Hidden Series Blog: Episode 3 Review

*We’ve stopped assigning Hidden star-ratings because we all know it’s bloody great..

HIDDEN: Thursday 20th October, BBC1, 9pm

This week’s episode of Hidden proceeded to storm on with the plot at speeds which varied between “breakneckâ€? and “relentless gallopâ€?.

The full cast of names and faces that episodes one and two had worked so hard to introduce were taken full advantage of as Harry and Gina’s worlds collided in spectacular fashion. I was somewhat relieved to see Harry throw the enigmatic Ms Hawkes about a bit because he finally teased out of her pouted lips the real reason for all this melodramatic sneaking about.

Gina is tracking Jason Styles because he ordered the assassinations of her high-flying lawyer parents back in the 80s (though this was not acceptable). Finally we discover the identity of the baguette-wielding blonde of episode one! What’s more, Gina now suspects him of involvement with the recent attempts made on her life. As many of you will have predicted, Sir Nigel Fountain (Suchet), sworn protector, is not all that he appeared to be and there are now hints that he could well have a finger stuck in this rather bloody pie.

The political undercurrent is running fast and furious towards the press conference where current PM, Worsley, will be unveiled as a swindling git; leaving the way clear for the slimy Wentworth to rise up. The newspaper press continues to be depicted as the conspiring, power hungry nut jobs that the country already believes them to be. And with riots worsening on the streets of London, the opportunity for new PM Wentworth to swoop in and save the day is “now!â€?. This means the pressure on Styles and his help desk team to dispose of troublemakers is piled sky high, a gripping denouement next week is guaranteed.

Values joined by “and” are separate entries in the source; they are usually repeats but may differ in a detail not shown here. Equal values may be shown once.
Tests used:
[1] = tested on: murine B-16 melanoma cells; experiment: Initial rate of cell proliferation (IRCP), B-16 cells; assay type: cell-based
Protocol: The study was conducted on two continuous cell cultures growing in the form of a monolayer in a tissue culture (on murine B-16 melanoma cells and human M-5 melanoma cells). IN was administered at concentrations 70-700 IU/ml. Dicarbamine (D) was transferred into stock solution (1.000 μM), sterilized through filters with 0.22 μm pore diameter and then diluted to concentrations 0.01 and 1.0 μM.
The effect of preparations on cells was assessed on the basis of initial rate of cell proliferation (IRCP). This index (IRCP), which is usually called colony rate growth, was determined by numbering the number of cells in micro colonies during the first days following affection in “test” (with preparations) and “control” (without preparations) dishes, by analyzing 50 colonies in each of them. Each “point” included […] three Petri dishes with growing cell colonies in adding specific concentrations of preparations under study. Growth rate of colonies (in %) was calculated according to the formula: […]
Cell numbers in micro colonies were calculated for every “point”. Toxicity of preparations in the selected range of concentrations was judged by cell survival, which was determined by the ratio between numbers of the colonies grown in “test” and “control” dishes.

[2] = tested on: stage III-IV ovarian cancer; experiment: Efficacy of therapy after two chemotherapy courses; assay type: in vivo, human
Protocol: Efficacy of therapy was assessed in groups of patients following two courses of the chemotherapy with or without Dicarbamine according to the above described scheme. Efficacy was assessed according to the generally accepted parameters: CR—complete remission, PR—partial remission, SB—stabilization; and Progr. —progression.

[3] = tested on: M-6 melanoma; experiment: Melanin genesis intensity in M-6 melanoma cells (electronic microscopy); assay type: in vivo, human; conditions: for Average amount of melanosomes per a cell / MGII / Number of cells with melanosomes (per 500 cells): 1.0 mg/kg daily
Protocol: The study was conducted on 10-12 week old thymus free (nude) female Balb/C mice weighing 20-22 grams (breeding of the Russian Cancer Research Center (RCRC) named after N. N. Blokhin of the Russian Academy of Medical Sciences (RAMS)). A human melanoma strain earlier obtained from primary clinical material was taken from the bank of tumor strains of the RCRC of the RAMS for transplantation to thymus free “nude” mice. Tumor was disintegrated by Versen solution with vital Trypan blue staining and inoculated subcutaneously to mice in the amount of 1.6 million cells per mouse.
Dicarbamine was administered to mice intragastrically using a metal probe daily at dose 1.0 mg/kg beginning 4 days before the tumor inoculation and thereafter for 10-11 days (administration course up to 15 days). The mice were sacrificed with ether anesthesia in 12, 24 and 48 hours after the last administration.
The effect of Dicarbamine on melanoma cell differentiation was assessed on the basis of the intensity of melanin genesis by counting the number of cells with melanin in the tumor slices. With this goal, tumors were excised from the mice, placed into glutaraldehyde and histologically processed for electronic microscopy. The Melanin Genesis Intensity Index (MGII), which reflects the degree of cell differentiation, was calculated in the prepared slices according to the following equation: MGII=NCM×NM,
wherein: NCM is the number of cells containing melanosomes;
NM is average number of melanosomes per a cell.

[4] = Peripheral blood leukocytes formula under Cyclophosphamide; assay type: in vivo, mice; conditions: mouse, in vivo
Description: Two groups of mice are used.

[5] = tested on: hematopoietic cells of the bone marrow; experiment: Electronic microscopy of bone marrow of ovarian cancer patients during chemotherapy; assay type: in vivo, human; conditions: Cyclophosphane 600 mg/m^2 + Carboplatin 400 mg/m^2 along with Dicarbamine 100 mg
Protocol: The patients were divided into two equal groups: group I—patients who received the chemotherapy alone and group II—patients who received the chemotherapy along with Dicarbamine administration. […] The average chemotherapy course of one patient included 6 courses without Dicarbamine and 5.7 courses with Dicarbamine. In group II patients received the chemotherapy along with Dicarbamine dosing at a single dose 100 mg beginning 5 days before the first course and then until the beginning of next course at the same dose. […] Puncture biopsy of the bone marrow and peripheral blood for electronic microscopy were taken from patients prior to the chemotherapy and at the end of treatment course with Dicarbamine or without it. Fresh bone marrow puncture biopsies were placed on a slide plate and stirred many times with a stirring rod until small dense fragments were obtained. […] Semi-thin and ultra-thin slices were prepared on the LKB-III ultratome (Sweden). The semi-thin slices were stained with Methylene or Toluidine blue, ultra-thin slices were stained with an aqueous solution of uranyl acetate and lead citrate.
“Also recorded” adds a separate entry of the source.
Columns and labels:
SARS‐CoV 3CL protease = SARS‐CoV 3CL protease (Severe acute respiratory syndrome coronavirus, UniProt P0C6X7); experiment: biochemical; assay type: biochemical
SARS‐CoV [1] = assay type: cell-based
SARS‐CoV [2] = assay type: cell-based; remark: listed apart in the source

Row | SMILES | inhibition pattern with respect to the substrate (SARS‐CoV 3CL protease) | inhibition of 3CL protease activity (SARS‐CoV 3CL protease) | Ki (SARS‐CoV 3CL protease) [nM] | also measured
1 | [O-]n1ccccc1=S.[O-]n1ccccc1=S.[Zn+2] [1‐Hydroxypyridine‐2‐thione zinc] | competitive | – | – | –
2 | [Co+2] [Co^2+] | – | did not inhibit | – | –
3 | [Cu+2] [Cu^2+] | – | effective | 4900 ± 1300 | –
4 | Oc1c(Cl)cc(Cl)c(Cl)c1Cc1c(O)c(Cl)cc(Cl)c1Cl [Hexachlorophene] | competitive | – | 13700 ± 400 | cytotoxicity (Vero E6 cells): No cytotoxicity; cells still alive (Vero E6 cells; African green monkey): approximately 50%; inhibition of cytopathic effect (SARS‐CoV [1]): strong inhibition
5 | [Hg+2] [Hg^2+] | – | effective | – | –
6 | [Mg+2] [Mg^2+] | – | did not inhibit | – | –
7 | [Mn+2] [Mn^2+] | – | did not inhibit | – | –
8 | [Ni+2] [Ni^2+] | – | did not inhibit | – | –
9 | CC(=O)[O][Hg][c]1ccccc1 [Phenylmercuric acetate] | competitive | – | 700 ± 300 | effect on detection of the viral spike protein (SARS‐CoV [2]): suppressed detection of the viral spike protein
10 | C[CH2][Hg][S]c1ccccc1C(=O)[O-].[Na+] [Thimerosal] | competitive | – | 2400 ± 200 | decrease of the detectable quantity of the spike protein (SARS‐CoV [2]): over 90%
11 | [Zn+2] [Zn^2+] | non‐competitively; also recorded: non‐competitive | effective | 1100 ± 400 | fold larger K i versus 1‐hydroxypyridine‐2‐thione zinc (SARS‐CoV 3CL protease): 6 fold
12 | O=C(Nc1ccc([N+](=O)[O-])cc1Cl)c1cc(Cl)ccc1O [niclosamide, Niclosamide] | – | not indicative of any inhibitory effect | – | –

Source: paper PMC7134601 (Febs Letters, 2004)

Meanwhile, Venn fesses up to Gina about his former life as a getaway driver for bad boy brother, Mark, who was paid by Styles to murder two chaps at a country house. As he swigs his woes away chez Gina’s-artist-friend’s house in Paris, he stares Gina in the eye with those weary baby-blues and admits that he is “scaredâ€?. “They say the truth sets you free, but the truth is going to send me to prisonâ€?, he shrugs. Poor Harry, caught between a desire to uncover the secrets of his brother’s death and keeping his own neck safe. Despite his dejected face and being surrounded by candles in the heart of Parisian bohemia, Gina resists Venn’s advances. Quoi? Give it time viewers, she’ll crack.

The father /son/daughter dynamic played a large part in this week’s events. Harry pays a visit to his bitter, nicotine-stained old dad who is less than pleased to see his estranged son (though it was a relief to hear somebody finally notice the fact that he has now been donning the same crusty suit and unwashed complexion for the past three days). Daddy Venn evidently feels no sympathy towards the “terribleâ€? condition of his son and holds him solely responsible for the death of Mark. Years of vicious arguments echo around the dingy flat and in the air between the pair. Both Glenister and his on-screen father do a great job creating such an intense and complex relationship in this, their first encounter of the series.

This strained father-son bond is echoed when Harry takes a trip to prison to visit his incarcerated son, who is facing a lengthy sentence for drug dealing. “Stand your ground…and stop crying. Don’t let anyone see you cryâ€?, advises Harry in a pep talk which seems aimed at himself as much as the snivelling teen in front of him. “There are some things…you just have to see them through to the endâ€? and going out to greet his newly acquired gun, it seems that Harry will be doing just that.

Gina too may have been let down by her own guardian and father figure, Fountain, after he brings her face to face with the bald-headed hit man Styles. Introducing him as Mr Christy, does Fountain know the real identity of this government-hired thug? Is he also up to his neck in this simmering broth of corruption and downright nastiness? Surely not, Suchet.

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